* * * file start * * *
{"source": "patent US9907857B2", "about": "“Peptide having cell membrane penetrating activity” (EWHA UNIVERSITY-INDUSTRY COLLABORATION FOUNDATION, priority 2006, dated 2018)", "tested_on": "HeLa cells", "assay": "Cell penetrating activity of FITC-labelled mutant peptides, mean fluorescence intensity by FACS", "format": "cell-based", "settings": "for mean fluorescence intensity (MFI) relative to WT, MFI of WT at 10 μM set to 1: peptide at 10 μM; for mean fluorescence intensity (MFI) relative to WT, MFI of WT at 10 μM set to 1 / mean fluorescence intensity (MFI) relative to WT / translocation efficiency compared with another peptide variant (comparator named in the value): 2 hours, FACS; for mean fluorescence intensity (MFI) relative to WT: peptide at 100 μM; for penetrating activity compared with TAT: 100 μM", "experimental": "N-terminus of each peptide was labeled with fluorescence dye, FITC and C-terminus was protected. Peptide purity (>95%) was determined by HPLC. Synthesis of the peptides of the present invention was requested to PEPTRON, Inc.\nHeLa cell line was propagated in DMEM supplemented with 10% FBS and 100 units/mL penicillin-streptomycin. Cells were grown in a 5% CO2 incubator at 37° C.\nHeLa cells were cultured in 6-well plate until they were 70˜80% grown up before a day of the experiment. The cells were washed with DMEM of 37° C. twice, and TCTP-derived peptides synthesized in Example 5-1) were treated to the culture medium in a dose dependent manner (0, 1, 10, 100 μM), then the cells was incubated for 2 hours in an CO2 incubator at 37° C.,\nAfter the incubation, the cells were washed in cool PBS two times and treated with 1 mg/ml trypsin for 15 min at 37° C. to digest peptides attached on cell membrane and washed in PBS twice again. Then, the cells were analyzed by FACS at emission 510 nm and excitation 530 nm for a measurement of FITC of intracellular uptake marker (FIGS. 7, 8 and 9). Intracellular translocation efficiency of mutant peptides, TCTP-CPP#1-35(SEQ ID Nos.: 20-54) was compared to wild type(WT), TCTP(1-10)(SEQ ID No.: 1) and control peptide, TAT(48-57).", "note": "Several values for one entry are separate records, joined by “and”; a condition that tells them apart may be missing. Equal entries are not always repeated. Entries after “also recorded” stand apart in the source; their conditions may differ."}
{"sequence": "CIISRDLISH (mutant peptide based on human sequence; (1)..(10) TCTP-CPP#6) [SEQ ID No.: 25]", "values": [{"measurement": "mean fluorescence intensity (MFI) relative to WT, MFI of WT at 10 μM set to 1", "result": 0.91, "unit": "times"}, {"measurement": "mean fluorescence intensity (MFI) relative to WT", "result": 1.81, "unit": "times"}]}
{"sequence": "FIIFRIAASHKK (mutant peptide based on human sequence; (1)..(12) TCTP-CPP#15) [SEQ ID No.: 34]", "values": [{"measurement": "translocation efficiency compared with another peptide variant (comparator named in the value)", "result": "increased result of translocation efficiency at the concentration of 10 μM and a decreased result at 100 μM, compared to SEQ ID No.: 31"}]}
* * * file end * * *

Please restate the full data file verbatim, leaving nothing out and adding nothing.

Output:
{"source": "patent US9907857B2", "about": "“Peptide having cell membrane penetrating activity” (EWHA UNIVERSITY-INDUSTRY COLLABORATION FOUNDATION, priority 2006, dated 2018)", "tested_on": "HeLa cells", "assay": "Cell penetrating activity of FITC-labelled mutant peptides, mean fluorescence intensity by FACS", "format": "cell-based", "settings": "for mean fluorescence intensity (MFI) relative to WT, MFI of WT at 10 μM set to 1: peptide at 10 μM; for mean fluorescence intensity (MFI) relative to WT, MFI of WT at 10 μM set to 1 / mean fluorescence intensity (MFI) relative to WT / translocation efficiency compared with another peptide variant (comparator named in the value): 2 hours, FACS; for mean fluorescence intensity (MFI) relative to WT: peptide at 100 μM; for penetrating activity compared with TAT: 100 μM", "experimental": "N-terminus of each peptide was labeled with fluorescence dye, FITC and C-terminus was protected. Peptide purity (>95%) was determined by HPLC. Synthesis of the peptides of the present invention was requested to PEPTRON, Inc.\nHeLa cell line was propagated in DMEM supplemented with 10% FBS and 100 units/mL penicillin-streptomycin. Cells were grown in a 5% CO2 incubator at 37° C.\nHeLa cells were cultured in 6-well plate until they were 70˜80% grown up before a day of the experiment. The cells were washed with DMEM of 37° C. twice, and TCTP-derived peptides synthesized in Example 5-1) were treated to the culture medium in a dose dependent manner (0, 1, 10, 100 μM), then the cells was incubated for 2 hours in an CO2 incubator at 37° C.,\nAfter the incubation, the cells were washed in cool PBS two times and treated with 1 mg/ml trypsin for 15 min at 37° C. to digest peptides attached on cell membrane and washed in PBS twice again. Then, the cells were analyzed by FACS at emission 510 nm and excitation 530 nm for a measurement of FITC of intracellular uptake marker (FIGS. 7, 8 and 9). Intracellular translocation efficiency of mutant peptides, TCTP-CPP#1-35(SEQ ID Nos.: 20-54) was compared to wild type(WT), TCTP(1-10)(SEQ ID No.: 1) and control peptide, TAT(48-57).", "note": "Several values for one entry are separate records, joined by “and”; a condition that tells them apart may be missing. Equal entries are not always repeated. Entries after “also recorded” stand apart in the source; their conditions may differ."}
{"sequence": "CIISRDLISH (mutant peptide based on human sequence; (1)..(10) TCTP-CPP#6) [SEQ ID No.: 25]", "values": [{"measurement": "mean fluorescence intensity (MFI) relative to WT, MFI of WT at 10 μM set to 1", "result": 0.91, "unit": "times"}, {"measurement": "mean fluorescence intensity (MFI) relative to WT", "result": 1.81, "unit": "times"}]}
{"sequence": "FIIFRIAASHKK (mutant peptide based on human sequence; (1)..(12) TCTP-CPP#15) [SEQ ID No.: 34]", "values": [{"measurement": "translocation efficiency compared with another peptide variant (comparator named in the value)", "result": "increased result of translocation efficiency at the concentration of 10 μM and a decreased result at 100 μM, compared to SEQ ID No.: 31"}]}